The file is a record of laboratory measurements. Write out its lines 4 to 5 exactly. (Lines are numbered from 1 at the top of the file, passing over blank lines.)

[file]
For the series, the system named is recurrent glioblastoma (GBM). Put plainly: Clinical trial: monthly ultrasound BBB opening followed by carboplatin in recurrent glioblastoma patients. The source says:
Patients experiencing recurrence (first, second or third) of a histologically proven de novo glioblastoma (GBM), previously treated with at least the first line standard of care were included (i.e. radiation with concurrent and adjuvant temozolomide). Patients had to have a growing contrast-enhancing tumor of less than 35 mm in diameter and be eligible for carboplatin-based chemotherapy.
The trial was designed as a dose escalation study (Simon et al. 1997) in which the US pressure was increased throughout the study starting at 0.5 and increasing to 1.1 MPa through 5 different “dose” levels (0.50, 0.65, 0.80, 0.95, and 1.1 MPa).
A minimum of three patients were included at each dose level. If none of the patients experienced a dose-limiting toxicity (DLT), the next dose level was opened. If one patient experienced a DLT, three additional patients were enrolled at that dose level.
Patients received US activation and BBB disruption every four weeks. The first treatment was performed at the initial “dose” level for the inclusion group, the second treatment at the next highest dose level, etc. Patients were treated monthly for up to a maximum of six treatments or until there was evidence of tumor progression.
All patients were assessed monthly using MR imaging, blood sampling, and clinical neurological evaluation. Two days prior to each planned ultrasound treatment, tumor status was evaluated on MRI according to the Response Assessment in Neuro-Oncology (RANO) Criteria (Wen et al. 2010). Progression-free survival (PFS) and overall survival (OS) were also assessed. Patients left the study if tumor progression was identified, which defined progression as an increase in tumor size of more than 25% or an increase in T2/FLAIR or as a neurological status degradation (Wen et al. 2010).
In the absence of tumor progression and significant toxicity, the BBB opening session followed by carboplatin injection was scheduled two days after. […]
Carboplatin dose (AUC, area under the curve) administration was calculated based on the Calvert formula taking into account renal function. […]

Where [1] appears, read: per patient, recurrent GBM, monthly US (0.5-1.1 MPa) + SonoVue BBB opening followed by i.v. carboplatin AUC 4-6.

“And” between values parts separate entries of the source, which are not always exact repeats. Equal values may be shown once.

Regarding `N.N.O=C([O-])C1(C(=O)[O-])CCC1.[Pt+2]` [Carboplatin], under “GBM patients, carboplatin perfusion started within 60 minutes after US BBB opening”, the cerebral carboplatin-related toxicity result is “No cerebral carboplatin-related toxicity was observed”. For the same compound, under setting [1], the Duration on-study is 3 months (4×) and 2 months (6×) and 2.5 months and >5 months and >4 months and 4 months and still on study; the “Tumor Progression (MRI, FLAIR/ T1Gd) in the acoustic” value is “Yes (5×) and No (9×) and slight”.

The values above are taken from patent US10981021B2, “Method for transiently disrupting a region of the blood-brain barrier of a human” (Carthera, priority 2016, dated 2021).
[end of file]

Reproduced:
A minimum of three patients were included at each dose level. If none of the patients experienced a dose-limiting toxicity (DLT), the next dose level was opened. If one patient experienced a DLT, three additional patients were enrolled at that dose level.
Patients received US activation and BBB disruption every four weeks. The first treatment was performed at the initial “dose” level for the inclusion group, the second treatment at the next highest dose level, etc. Patients were treated monthly for up to a maximum of six treatments or until there was evidence of tumor progression.